Mirera-Karagita is a low income peri-urban settlement situated 6km from the centre of Naivasha Town, next to the internationally renowned Lake Naivasha, a designated Ramsar Site, in the Rift Valley Province of Kenya.
The community is large and fast growing with a current estimated total population of 54,000 people distributed in two major blocks: Karagita, a densely populated slum with a population of 27,000 people; and Mirera, also with 27,000 people, that surrounds Karagita and is more sparsely populated.
The area is continuing to be built up and using conservative growth rates the population is expected to grow to almost 100,000 people by 2017 and to 173,000 people by 2027. People in 80 percent of the households in the area live on less than US $ 1 dollar each per day.
In Naivasha, boreholes are the main source of water and most of the underground water is characterised by high levels of fluoride, which is the cause of dental and skeletal fluorosis.
The Mirera-Karagita Water and Environmental Sanitation programme aims to reach 100,000 people in the Naivasha area with improved water and sanitation services, together with better hygiene.
A model has been tested, where the water services provider, water company and community run new decentralised water treatment plants under an operating agreement, while private and community boreholes provide the water.
Fluoride filters, using locally produced bone char, are being used to treat the high level of fluoride in the drinking water sold at kiosks in the programme area.
Key Achievements to Date
Demonstrated models of service delivery to the urban poor
Sustainable service improvements for 45,000 urban poor for water and 7,500 for sanitation, demonstrating replicable models for the city’s 200,000 low income consumers
Access to water treated for high fluoride, endemic in the Rift Valley. Untreated water also available for washing and cooking at a lower price.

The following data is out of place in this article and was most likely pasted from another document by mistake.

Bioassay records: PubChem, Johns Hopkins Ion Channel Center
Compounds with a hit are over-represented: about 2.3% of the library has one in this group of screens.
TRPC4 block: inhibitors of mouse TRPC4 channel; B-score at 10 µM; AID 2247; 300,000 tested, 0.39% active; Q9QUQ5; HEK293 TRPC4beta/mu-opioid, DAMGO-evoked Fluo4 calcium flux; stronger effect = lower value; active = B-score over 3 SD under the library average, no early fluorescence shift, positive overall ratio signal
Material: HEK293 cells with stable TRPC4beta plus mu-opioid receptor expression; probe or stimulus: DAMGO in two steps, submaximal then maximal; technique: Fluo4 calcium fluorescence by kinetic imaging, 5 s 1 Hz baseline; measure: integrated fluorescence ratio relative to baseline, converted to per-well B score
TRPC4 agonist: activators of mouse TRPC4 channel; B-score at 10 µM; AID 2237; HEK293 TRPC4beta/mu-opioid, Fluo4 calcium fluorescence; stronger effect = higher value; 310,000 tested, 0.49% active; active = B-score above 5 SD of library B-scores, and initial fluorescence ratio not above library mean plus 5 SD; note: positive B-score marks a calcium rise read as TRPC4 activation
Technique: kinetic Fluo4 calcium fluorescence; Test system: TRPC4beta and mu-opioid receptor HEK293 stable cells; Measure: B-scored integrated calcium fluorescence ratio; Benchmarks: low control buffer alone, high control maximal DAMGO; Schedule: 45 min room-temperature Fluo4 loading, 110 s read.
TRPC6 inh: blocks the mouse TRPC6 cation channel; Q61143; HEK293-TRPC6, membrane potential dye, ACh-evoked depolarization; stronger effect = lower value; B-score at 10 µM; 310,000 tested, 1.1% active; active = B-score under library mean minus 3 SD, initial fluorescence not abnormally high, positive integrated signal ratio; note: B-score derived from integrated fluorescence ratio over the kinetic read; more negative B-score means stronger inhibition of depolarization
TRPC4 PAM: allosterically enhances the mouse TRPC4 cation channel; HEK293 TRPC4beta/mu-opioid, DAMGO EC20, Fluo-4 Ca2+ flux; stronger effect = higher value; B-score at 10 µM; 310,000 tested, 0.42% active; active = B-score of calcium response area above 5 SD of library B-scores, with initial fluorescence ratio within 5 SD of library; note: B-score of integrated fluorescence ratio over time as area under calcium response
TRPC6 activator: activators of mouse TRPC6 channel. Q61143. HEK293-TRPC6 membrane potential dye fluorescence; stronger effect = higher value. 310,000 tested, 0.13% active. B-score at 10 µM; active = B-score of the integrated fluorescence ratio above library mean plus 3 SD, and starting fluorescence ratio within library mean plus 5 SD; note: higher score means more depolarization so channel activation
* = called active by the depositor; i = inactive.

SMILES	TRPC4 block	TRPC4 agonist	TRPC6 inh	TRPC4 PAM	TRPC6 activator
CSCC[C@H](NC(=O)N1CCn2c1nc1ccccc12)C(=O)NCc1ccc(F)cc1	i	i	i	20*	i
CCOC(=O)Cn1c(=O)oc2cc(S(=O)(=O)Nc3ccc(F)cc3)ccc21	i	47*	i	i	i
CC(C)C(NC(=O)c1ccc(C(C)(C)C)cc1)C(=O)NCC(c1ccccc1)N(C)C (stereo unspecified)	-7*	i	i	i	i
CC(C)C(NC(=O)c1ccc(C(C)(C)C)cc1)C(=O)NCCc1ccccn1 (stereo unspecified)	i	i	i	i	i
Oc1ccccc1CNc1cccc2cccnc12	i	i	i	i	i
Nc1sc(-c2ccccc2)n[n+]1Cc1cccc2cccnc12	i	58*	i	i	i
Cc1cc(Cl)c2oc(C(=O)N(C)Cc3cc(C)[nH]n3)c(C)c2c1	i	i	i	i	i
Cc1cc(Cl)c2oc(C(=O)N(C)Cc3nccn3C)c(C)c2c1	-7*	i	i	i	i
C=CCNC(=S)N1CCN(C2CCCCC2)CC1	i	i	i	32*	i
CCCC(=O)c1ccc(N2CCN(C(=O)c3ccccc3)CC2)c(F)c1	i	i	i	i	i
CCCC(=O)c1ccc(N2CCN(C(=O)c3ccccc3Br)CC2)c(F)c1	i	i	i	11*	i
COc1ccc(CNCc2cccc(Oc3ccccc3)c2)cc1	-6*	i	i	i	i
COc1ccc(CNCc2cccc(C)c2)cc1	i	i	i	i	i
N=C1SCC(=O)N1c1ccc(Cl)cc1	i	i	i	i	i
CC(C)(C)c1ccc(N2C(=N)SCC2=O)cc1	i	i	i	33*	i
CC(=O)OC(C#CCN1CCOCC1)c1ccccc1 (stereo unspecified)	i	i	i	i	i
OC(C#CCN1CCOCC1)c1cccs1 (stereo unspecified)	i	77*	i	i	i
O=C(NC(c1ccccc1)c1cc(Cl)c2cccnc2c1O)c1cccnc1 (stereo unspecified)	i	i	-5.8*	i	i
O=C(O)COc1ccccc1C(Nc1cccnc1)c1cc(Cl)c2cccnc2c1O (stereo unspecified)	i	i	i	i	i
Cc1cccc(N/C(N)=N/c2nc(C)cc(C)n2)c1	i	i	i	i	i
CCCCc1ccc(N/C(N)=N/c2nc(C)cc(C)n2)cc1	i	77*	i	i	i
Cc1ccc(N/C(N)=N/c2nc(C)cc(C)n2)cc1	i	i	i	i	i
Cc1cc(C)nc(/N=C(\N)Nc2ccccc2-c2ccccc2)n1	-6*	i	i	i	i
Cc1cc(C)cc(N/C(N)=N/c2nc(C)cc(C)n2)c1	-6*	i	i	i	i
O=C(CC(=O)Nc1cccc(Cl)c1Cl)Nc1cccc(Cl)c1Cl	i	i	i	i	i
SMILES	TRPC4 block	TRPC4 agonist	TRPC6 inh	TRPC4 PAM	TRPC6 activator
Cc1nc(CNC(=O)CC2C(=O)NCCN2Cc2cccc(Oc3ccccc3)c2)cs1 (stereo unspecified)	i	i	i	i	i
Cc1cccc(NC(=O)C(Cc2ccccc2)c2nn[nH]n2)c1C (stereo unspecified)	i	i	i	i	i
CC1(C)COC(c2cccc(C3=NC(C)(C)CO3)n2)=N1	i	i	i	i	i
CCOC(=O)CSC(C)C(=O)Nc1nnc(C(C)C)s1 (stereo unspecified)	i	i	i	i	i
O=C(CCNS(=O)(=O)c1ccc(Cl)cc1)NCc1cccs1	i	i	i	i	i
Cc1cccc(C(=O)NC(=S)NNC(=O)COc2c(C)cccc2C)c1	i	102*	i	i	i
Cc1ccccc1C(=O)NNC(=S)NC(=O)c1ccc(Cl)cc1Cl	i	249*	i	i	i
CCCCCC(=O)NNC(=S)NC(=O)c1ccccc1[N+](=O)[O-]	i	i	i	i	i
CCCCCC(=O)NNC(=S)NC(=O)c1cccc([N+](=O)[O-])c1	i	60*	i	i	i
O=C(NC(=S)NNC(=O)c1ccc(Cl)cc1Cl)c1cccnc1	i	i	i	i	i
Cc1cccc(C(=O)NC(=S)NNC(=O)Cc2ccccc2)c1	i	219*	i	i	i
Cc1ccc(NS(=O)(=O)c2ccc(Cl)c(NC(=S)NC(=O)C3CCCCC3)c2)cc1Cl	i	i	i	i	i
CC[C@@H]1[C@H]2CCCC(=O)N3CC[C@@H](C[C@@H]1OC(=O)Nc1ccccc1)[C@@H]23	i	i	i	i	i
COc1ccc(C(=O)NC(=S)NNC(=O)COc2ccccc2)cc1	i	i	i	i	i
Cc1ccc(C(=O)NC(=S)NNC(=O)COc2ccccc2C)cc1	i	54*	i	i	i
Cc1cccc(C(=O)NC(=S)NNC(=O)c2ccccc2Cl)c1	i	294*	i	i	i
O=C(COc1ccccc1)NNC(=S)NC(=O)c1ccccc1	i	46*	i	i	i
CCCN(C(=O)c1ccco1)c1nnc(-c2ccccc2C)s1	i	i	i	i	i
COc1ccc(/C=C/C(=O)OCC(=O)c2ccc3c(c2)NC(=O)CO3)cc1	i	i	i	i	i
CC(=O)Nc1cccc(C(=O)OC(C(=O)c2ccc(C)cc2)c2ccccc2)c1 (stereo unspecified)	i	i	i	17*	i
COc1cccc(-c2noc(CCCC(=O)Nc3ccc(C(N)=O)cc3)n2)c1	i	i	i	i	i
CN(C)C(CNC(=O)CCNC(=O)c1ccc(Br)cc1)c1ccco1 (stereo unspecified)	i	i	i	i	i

New style service provision agreement between independent operator, private borehole owner, utility and asset owner providing a sustainable mechanism for reaching the informal settlements
Strengthened institutional capacity to sustain improvement process
Sanitation market strengthened through creation of association of suppliers able to provide lower cost services and meet local demand. Sanitation marketing campaign building demand where latrine coverage is low
Strategy to climate proof urban water and sanitation services developed by local authorities
Investment mobilised for scale up of models
RVWSB providing inputs into the programme as co-financing
WSUP supporting the implementation of RVWSB AfDB funded programme in Naivasha municipality and encouraging replication in other cities in Kenya
12 year old Njeri lost her confidence as a result of her dental fluorosis, caused by drinking water containing high levels of fluoride.
Now that treated water is available to her family at affordable prices, Njeri has been able to prevent her condition from reaching the debilitating stage of skeletal fluorosis.